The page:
| Date Published: May 30, 2007 |
Seabourn Cruise Line Profile and Reviews|
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|This Just In! Seabourn Announces Long-Awaited New Ship Details|
Seabourn, the first luxury cruise line in years to announce a concrete deal for a brand-new ship, has revealed details about its design, features and amenities. The as-yet-unnamed ship, which will measure 32,000 tons and carry 450 passengers, is currently under construction at Italy's T. Mariotti S.p.A. shipyard. It's slated to debut in mid-June 2009 (a similar sibling will launch in 2010).|
Editor's Note: Interestingly, Seabourn's new-build program, which we heralded as the first salvo in a fresh era of luxury cruising, was followed by announcements by Oceania and Silversea about their new-build plans. Both made their announcements in March, promising to let us know when contracts were actually signed (only letters of intent). Both have been quiet ever since.... So at this point, only Seabourn has concrete plans for new-builds.
Back when the new-build project was announced, we asked: What's on your wish list for the new Seabourn ship? Well, it looks like our wish list was consulted! The highlights:
Get ready for Seabourn Square. This heart-of-ship center will house the purser's desk, shore information area, library, Internet center and three retail shops.
All suites will of course be oceanview; 90 percent will have private verandahs. Seabourn's current ship suites are smaller than most other lines in the luxury sector, but are upping their sizes -- they'll range from 277 to 1,300 square ft. A new concept to be introduced is its series of 22 penthouses; located on Decks 9 and 10, they'll be 450 square ft. in size and feature 100-square-ft. balconies.
More on suites: Owners Suites will measure 700 square ft., including verandah. And the ship's biggest will be its four 1,300-square-ft. Grand Suites, which feature two bedrooms.
Charlie Palmer will continue to oversee Seabourn's cuisine in its newest model and the four eateries onboard are fairly evolutionary (as opposed to revolutionary). The Restaurant will be the ship's main dining venue. Restaurant 2, an intimate, boutique restaurant, will feature tasting menus. The Veranda Cafe will serve "regional" specialties (presumably tied to cruise regions), and offer indoor and outdoor seating. Patio Grill will be the place for casual poolside fare.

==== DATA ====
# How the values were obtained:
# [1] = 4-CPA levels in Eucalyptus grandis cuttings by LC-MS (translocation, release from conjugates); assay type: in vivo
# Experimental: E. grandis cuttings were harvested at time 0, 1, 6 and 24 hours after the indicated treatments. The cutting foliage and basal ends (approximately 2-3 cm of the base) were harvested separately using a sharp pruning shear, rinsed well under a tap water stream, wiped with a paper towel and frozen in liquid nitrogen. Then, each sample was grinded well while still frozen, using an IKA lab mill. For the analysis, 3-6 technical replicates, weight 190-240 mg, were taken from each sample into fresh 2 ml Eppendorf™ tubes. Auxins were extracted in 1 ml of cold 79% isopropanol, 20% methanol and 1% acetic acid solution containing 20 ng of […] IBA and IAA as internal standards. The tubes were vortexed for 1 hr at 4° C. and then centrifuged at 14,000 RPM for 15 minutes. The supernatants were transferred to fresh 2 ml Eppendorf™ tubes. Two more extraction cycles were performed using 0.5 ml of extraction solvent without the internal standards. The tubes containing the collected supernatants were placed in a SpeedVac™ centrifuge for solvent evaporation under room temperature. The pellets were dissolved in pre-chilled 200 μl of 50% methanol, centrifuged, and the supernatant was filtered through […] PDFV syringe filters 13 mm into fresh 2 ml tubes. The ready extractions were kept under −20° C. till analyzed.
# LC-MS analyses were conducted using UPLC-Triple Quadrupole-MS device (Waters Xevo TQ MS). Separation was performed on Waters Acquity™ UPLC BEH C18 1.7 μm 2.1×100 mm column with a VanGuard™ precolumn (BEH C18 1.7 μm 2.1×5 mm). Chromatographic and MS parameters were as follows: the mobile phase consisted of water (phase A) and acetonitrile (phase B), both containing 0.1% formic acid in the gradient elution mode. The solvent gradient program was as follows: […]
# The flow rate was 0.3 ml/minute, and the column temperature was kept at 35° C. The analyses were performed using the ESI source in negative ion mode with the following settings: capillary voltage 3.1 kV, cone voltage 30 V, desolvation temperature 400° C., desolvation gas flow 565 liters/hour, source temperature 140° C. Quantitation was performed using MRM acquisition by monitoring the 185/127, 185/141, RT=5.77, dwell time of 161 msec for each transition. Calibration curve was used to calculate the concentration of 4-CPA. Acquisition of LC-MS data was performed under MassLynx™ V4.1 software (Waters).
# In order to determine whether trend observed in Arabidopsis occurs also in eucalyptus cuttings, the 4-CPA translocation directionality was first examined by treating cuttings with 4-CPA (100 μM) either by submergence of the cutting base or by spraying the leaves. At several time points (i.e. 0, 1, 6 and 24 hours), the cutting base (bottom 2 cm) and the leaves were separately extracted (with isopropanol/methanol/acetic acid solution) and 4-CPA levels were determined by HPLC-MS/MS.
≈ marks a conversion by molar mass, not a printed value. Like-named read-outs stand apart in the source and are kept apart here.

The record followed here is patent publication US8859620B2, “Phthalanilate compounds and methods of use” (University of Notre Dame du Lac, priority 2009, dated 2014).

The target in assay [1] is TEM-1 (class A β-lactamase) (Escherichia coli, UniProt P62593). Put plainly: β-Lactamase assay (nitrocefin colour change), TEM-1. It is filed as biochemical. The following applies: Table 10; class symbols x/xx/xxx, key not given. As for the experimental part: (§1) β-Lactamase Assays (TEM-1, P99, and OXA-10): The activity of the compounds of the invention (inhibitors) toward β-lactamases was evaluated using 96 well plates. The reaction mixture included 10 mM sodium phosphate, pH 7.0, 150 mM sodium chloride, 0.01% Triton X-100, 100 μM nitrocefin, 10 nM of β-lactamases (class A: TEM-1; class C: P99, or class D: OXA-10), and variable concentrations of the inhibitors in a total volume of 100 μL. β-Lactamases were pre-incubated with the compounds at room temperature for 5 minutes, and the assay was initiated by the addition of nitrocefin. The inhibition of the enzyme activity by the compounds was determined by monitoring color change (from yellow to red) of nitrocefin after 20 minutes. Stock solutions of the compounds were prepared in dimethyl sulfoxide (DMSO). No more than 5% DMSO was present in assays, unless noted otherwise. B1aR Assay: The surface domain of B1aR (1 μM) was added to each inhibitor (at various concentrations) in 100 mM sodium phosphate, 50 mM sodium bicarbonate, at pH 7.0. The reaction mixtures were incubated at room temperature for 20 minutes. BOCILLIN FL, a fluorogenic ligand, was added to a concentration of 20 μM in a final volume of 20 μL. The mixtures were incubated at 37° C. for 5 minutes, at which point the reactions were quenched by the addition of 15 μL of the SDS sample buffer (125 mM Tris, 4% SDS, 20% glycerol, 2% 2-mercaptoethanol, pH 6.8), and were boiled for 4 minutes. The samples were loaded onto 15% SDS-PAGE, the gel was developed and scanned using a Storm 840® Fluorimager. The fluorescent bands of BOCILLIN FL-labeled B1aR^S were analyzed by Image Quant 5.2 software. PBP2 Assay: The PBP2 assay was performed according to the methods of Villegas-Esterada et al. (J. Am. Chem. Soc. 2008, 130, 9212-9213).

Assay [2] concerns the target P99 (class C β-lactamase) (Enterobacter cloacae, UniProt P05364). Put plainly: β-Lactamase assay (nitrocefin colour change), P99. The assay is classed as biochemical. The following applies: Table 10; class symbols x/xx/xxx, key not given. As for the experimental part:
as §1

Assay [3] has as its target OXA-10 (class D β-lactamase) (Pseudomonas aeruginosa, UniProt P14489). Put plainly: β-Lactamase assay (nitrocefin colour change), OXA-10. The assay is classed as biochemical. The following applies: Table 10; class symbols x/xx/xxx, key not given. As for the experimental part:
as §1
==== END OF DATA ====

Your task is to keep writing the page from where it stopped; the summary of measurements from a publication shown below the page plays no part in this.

Seabourn's open bar policy will be challenged more than ever by the variety of bars on the new ship. They include a coffee bar that will offer everything from espresso to champagne and an outdoor patio bar with entertainment. Others that are more familiar include The Club, where a pianist or small band, will perform; what's new here is that seating will be indoors and out. The Grand Salon will be home to the ship's dance band, and the Sky Bar -- as on Seabourn's other ships -- will be perched above the sun deck. The forward-facing observation lounge (still unnamed) will be the top-of-the-ship observation venue.
The Marina, Seabourn's fabulously popular fold-down platforms from which passengers can embark on speedboat, kayak and paddleboat rides, will be recreated here.
In The Spa at Seabourn, there will be aromatic steam rooms, a thalassotherapy whirlpool, and his-and-hers Finnish saunas. The outdoor deck space in the fitness facility sounds promising (yoga, anyone?).
There will be two pools and seven whirlpools. As well, the ship's sun deck will feature a large, terraced enclave protected by a glass windbreak.
While this is the first droplet of information regarding the design of the new ship, we anticipate more colorful details down the pike (such as maiden season itineraries) and will keep you posted. In the meantime, what do you think so far? Answer our poll: What's Your Take on Seabourn's New Ship?
--by Carolyn Spencer Brown, Editor
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